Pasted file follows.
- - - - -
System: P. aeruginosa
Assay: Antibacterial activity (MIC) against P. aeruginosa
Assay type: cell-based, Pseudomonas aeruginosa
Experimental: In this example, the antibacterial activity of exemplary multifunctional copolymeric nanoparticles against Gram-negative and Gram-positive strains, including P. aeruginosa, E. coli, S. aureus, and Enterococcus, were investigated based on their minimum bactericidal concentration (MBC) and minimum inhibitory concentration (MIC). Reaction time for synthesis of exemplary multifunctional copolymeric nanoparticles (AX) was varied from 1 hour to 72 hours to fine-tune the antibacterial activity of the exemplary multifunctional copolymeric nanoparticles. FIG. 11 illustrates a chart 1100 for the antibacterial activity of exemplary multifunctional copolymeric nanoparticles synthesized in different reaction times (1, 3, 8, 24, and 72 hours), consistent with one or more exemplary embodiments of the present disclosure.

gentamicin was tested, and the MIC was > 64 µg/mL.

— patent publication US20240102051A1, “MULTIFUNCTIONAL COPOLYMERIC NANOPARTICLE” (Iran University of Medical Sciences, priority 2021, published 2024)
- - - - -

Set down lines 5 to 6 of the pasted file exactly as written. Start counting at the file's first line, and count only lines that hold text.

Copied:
gentamicin was tested, and the MIC was > 64 µg/mL.

— patent publication US20240102051A1, “MULTIFUNCTIONAL COPOLYMERIC NANOPARTICLE” (Iran University of Medical Sciences, priority 2021, published 2024)